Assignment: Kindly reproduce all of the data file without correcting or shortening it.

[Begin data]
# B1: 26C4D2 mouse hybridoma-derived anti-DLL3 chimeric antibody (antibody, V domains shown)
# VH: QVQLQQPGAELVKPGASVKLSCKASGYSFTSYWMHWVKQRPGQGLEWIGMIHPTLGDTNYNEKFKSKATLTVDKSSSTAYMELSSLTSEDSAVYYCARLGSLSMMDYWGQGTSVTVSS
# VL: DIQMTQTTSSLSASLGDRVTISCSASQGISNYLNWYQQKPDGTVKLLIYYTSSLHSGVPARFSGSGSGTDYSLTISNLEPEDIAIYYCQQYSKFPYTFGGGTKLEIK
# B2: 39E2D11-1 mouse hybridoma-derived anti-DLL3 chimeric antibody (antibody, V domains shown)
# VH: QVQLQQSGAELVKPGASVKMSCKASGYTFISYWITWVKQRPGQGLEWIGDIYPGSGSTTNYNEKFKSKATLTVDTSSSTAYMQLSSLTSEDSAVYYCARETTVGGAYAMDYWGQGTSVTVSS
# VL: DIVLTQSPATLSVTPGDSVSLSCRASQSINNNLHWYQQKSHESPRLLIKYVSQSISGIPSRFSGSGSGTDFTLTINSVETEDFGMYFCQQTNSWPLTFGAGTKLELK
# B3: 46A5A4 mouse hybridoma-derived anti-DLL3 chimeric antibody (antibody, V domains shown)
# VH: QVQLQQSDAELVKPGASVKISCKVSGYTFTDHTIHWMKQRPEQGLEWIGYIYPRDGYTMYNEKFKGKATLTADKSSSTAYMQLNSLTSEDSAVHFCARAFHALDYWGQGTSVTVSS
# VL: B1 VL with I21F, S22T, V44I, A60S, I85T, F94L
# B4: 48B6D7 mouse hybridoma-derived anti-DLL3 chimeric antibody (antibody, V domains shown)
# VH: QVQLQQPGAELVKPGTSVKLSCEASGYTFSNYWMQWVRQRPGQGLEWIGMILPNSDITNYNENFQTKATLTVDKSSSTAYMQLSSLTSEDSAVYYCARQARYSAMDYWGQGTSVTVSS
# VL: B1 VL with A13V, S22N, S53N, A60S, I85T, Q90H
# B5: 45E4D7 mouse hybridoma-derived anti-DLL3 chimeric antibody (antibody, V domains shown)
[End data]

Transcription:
# B1: 26C4D2 mouse hybridoma-derived anti-DLL3 chimeric antibody (antibody, V domains shown)
# VH: QVQLQQPGAELVKPGASVKLSCKASGYSFTSYWMHWVKQRPGQGLEWIGMIHPTLGDTNYNEKFKSKATLTVDKSSSTAYMELSSLTSEDSAVYYCARLGSLSMMDYWGQGTSVTVSS
# VL: DIQMTQTTSSLSASLGDRVTISCSASQGISNYLNWYQQKPDGTVKLLIYYTSSLHSGVPARFSGSGSGTDYSLTISNLEPEDIAIYYCQQYSKFPYTFGGGTKLEIK
# B2: 39E2D11-1 mouse hybridoma-derived anti-DLL3 chimeric antibody (antibody, V domains shown)
# VH: QVQLQQSGAELVKPGASVKMSCKASGYTFISYWITWVKQRPGQGLEWIGDIYPGSGSTTNYNEKFKSKATLTVDTSSSTAYMQLSSLTSEDSAVYYCARETTVGGAYAMDYWGQGTSVTVSS
# VL: DIVLTQSPATLSVTPGDSVSLSCRASQSINNNLHWYQQKSHESPRLLIKYVSQSISGIPSRFSGSGSGTDFTLTINSVETEDFGMYFCQQTNSWPLTFGAGTKLELK
# B3: 46A5A4 mouse hybridoma-derived anti-DLL3 chimeric antibody (antibody, V domains shown)
# VH: QVQLQQSDAELVKPGASVKISCKVSGYTFTDHTIHWMKQRPEQGLEWIGYIYPRDGYTMYNEKFKGKATLTADKSSSTAYMQLNSLTSEDSAVHFCARAFHALDYWGQGTSVTVSS
# VL: B1 VL with I21F, S22T, V44I, A60S, I85T, F94L
# B4: 48B6D7 mouse hybridoma-derived anti-DLL3 chimeric antibody (antibody, V domains shown)
# VH: QVQLQQPGAELVKPGTSVKLSCEASGYTFSNYWMQWVRQRPGQGLEWIGMILPNSDITNYNENFQTKATLTVDKSSSTAYMQLSSLTSEDSAVYYCARQARYSAMDYWGQGTSVTVSS
# VL: B1 VL with A13V, S22N, S53N, A60S, I85T, Q90H
# B5: 45E4D7 mouse hybridoma-derived anti-DLL3 chimeric antibody (antibody, V domains shown)